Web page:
The original software we were using for the 3D modeling took months to process and we were able to find a better process to reduce that time period to one day.  We’ve also refined the way we fly and capture the right shots to produce the best quality 3-D model when it’s finished. 

What made you decide to take the jump and start a business?

Sarah:  It was a lot because of the encouragement of our professors in (JMU’s) Center for Entrepreneurship.  Our professors kept saying, we could really start a business with this.  And when we came back from Columbia, we all sat around, and the professors said, okay you’re going to start a business from this, right? And we said, yeah sure, maybe a side business until we graduate, but then we met with Patrick (Patrick McQuown, Director of JMU’s Center for Entrepreneurship) and he said no, you can’t do this on the side, you’ve got to commit to this full-on.  And we responded to that challenge and decided to go for it. 

Caoimhe:  The opportunity was there.  The big question when you graduate is what do you want to do next?  I think that it’s an easy choice to take a steady job, because there is certainly less risk involved than in starting a business.  A job has things in place, a regular salary, benefits, future roles. But having a chance to start something of your own, be autonomous and make money with your friends if you’re lucky enough to be prosperous; that’s something you shouldn’t pass up.  We’re young and we have little, to nothing, to lose. If you’re going to fail, might as well fail in your early 20’s! 

Why did you choose to start the business in Harrisonburg? 

 Sarah:  We felt like we had a lot of resources here, both through JMU, the X-Labs and the Center for Entrepreneurship.  And also the resources in the town and the networking, we had already started to build that, so we felt we had a good foundation here. It wouldn’t have made sense to uproot ourselves, when we’ve met so many people in Harrisonburg that can help.  Also, we have more to offer here.  If we were in northern Virginia, there are other companies offering similar services, but not so much in this area.  So we can offer something fairly unique to the community here.  And, the agricultural market of the region is perfect for us.  We are excited about creating our most sustainable relationships with the farmers.  It’s a great potential market for us. 
 
Caoimhe:  We have a lot support here, which is awesome.  There are a lot of people rooting for us. 
 
Nick:  Really, there was just no reason to leave. 

What do you like to do in Harrisonburg? 

Sarah:  We like to go to the Farmer’s Market.  On First Friday’s I like to go to the art galleries. The community events going on are usually pretty fun.  Forbes has great shows.  I like the orchestra shows and any instrumental shows.  I also enjoy tailgating at JMU football games. 
 
Caoimhe:  I’m a frequenter of the downtown businesses.  I love going to the Artful Dodger, Billy Jacks and the Court Square businesses.  I love going to movies at Court Square Theater.  If you haven’t been there, it’s awesome.  There’s a really cool community in downtown.  I got into a lot of the underground music as well, and art shows in houses around the city.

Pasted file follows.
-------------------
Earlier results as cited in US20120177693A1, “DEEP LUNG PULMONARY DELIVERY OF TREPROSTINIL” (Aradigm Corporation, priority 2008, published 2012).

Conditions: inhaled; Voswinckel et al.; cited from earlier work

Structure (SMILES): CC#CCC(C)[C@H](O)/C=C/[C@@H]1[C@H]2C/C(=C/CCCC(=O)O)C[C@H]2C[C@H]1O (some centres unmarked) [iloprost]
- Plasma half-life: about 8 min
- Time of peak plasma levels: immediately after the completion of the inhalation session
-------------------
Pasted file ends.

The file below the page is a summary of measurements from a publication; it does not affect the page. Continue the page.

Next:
I also try to partake in the outdoor adventures in the area.  I have to remind myself, since I’m a big biker, to go on hikes and biking trails.  There are so many.  And I’d like to go see a show at the Forbes, that’s on my list. 
 
Nick:  I like to go hiking.  I pretty much go to Skyline Drive (Shenandoah National Park) to do different hikes, like Mathew’s Arm.  I also like going to JMU football games. 
 
Where’s your favorite place to eat? 

Sarah:  I really like Cuban Burger, as well as Billy Jacks and Jack Browns.  I love Ruby’s Arcade.  That is my favorite place in town. 
 
Caoimhe:  The Little Grill.  That place made me love Harrisonburg!  It showed me that this is a cool community.  I love going there for breakfast, and they have really good Mexi nights.  And Ruby’s is pretty cool.  I like the new space at Magnolia’s.  It’s great to have some rooftop dining in town. 
 
Nick:  I would have to also say The Little Grill. 
 
Do you have any favorite local stores? 

Sarah:  Harrisonburg has awesome thrift stores, more so than any other town I’ve seen.  I like to go to all of them.  Gift and Thrift is probably my favorite, but I also like Mercy House and really all of them. 
 
Caoimhe:  Babylon on Main Street.  I also love Ragtime Fabrics.  It’s a massive warehouse of fabrics and it makes me want to sew clothes. And I like the Goodwill thrift shop.  I got a really sweet Jimi Hendrix shirt there. 
 
Nick:  FoodMaxx, I like that place.  Other than that, I don’t do too much shopping. 
 
Tell me about your commute to work? 

 Sarah:  What commute?  My commute is just down Main Street, so it’s really easy. 
 
Caoimhe:  I live a 5 minute bike ride away.  Whenever I’m able to, I like to bike to work.  It’s hard to do that in New Jersey and I realized the biking infrastructure there is not in place, so I always stuck to my neighborhood when I lived there.  It’s so much better to bike in Harrisonburg.  It’s a cool biking community. 
 
Nick:  It takes me an average of 2 songs to get here.  It’s great, it’s so quick.  I wake up 15 minutes before I need to be somewhere and can make it on time. 

Finish this sentence: The best thing about Harrisonburg is…. 

 Sarah:  .…the community.  It’s so vibrant.  There are so many fun community events going on.  On Saturday mornings, you have the Farmer’s Market and you’ll always see a lot of people you know there.  Coming from New Jersey, the towns kind of blend together there and so I was a lot less plugged into my community.  New Jersey may have had more things going on, but I wouldn’t know about them or feel a draw to them.  So I actually do more things here in Harrisonburg because I know the community well and am more plugged in.